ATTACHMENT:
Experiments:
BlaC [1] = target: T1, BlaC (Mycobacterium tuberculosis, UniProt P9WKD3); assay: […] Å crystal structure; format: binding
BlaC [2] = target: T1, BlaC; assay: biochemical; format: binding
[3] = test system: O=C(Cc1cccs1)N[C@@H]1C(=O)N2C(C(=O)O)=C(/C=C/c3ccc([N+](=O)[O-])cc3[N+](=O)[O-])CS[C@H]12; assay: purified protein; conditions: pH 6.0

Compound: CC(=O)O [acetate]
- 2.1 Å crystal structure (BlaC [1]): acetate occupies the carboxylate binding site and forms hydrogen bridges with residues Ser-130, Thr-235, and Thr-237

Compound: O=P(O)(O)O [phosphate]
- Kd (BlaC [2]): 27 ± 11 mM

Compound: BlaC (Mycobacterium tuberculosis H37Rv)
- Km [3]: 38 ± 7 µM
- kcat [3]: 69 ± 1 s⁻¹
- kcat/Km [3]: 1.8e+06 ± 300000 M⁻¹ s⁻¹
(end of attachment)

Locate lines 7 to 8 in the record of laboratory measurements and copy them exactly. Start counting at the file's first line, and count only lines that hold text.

Compound: O=P(O)(O)O [phosphate]
- Kd (BlaC [2]): 27 ± 11 mM